The week started bright and sunny but after a few days the heat built up, the hot moist air rose, condensed in the upper atmosphere and those thunderstorms so typical at this time of year arrived.  Here the storms pass overhead more often than not, bringing with them spectacular lightning shows, thunder that rattles all the buildings down to the foundations and of course the inevitable torrential rain.

The bosque creek still is running very low, but it won’t take too many of these downpours to fill it up.  The ground, which for the time being is soft and sticky, will soon become wet and cloying.

Dripping New Life

Now that it has been wet for a month or so, conditions that have encouraged the male amphibians to be out calling, the females having joined them and we are starting to see lots of eggs.  The Red-eyed Green Tree Frogs, (Agalychnis callidryas), have been laying their eggs in small masses under the leaves overhanging the pond.  The Smokey Jungle Frogs, (Leptodactylus savegei), are foam nesters and their distinctive egg containing frothy masses can be seen around the pond.  The smaller Banana Frogs, (Dendropsophus ebrecattus), lay their eggs on the vegetation floating on the pond surface.

All 3 of the above species have initially taken their eggs out of the water to develop away from aquatic predators.  With each, the eggs develop until about a week, then the larvae will drop into the water where they have to undergo a tadpole stage before metamorphosing into a terrestrial or arboreal frog.

The Leaf-cutter Ants have now been stimulated into 24 hour action on all of the trails.  During the dry season they normally work at night, away from the drying effects of the sun and high temperatures that could possibly desiccate the piece of leaf they are carrying over such long distances thereby rendering all that hard work to useless.  Now, with a change in the humidity it is possible to cut and carry all day and all night.

Stop and You’re Dead

Over the past week it has not just been the Leaf-cutter Ants making their presence obvious; the Army Ants have been out in force too.  Their unmistakable foraging columns can be seen traversing the forest floor, a living river of ants moving with unswerving purpose.

If you are lucky you may see the foraging front that the columns are serving.  This is a relentless forward marching line of ants up to 60 feet across and 10 feet or so in depth.  It is the phase in the recurring cycle of Army Ant activity where they move through the forest killing, dismembering and transporting any unfortunate small creature too slow to escape their advancing numbers.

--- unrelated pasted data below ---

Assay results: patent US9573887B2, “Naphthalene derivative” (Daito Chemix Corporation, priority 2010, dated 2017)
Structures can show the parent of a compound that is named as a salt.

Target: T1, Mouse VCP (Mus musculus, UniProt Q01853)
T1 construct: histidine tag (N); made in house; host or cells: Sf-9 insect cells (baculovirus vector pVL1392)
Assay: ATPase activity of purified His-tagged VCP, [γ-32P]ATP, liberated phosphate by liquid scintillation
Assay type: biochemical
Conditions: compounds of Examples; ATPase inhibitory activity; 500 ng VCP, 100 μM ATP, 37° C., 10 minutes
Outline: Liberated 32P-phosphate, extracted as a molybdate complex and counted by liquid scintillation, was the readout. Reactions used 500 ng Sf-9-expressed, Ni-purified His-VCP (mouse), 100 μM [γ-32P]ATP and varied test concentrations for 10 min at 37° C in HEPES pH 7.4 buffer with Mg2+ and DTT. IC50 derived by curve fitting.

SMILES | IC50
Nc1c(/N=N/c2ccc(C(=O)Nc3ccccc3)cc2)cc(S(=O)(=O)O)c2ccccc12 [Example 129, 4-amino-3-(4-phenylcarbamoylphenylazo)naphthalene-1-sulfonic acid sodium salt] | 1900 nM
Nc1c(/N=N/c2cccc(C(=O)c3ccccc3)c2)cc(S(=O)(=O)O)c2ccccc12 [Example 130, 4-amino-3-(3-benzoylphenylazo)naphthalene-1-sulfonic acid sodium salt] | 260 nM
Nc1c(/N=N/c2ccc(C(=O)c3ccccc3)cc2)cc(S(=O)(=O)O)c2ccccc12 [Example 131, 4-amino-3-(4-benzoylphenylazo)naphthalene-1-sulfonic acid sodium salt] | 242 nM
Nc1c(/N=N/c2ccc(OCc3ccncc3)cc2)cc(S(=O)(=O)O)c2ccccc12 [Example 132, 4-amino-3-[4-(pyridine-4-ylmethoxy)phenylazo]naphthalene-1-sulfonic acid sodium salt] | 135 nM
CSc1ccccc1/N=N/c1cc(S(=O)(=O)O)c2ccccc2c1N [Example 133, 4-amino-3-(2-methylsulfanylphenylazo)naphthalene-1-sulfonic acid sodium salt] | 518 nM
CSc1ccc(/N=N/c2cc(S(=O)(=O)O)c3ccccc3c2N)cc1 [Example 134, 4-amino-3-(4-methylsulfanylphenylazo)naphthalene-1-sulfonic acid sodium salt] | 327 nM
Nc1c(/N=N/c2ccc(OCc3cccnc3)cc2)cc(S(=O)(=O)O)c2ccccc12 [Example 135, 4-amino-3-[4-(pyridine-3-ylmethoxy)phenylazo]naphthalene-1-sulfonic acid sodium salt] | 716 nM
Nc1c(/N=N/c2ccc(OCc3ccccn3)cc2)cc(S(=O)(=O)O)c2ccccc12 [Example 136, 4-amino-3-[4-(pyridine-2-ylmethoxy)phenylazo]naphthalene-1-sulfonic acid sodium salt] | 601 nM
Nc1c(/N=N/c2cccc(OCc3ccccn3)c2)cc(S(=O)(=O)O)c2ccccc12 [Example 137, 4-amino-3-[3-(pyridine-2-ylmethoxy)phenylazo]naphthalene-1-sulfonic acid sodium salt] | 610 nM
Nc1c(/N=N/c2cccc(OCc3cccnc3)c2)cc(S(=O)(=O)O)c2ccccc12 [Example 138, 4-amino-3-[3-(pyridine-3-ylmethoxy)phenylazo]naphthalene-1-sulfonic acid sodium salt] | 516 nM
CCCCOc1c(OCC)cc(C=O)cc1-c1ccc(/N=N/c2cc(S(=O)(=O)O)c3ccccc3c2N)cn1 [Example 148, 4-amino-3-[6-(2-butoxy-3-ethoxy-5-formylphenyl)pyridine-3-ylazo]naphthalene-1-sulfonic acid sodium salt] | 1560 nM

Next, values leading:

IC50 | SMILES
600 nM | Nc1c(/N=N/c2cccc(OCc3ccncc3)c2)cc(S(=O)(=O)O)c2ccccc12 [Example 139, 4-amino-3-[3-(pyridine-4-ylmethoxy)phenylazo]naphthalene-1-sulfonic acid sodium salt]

You will be alerted to the presence of the murderous hymenopterans by the excited activity of so many birds; Antbirds, Antpittas, Ant Wrens, Ant Shrikes, Ant-tanagers, Ant Thrushes, Ant Vireos, woodpeckers, woodcreepers, tinamous and the ever present followers of the Army Ants, the Grey-headed Tanagers.  These birds are here, not to feed on the ants, but to take advantage of the easy meal afforded them by the frantic efforts of the insects to escape the jaws of the ravenous hordes.

There will be a hum in the air near the front of the seething black mass of ants; this is the sound of parasitic Phorid flies that are in the vicinity for the same reason as the birds.  As insects are flushed from their hiding spots, in go the flies, lay an egg on them and then retreat post haste.

The ants return with the mutilated remains of recently dead prey to a bivouac, a massive ball of ants that provide temporary accommodation for the colony by linking together their legs to construct a nest of living bodies.  This shelters the queen and the larvae while they feed and grow.  As soon as they pupate, the bivouac deconstructs and the ants then enter their nomadic phase, moving through the forest until they arrive at new killing fields to start the carnage once again.

All mammal life is as normal with many daily sightings of Howler, Spider, Capuchin and Squirrel Monkeys.  Solitary male White-nosed Coatis can commonly be seen around the grounds of the lodge while out in the forest, large groups of females in attendance of their large litters of offspring have been seen, particularly on the Titi Trail.  Agoutis too have been seen walking around with young ones, which have now left the shelter of the dens, in close proximity.

Philip is a biologist, writer and photographer as well as the onsite naturalist guide at Bosque del Cabo Rainforest lodge on the Osa Peninsula, Costa Rica.

 Photo Feature

 Ball of Fire

Paper Wasp Nest         Paper Wasp Nest         Paper Wasp Nest

I you look under the leaves of many of the plants around the grounds you will see suspended structures that vary in shape from globular to cylindrical with various forms in between.  These are the nests of the paper wasps.

Paper Wasp Nest

The shape of the nest tends to be unique to the species of wasp making it.  The nests are made from carton which is chewed up plant material, normally wood.  Sometimes the wasps can be seen around the bar and restaurant area scraping away the surface layer of wooden rails with their mandibles.  They chew it into a pulp from which they make the paper that gives them their names.  They pulp is deposited layer upon layer to build the nest which houses the combs that constitute the brood chambers for the eggs and subsequently the developing larvae.  The nest may vary in color depending upon the source of the original construction material.  Some nests may be adorned with decorative features such as hanging flanges.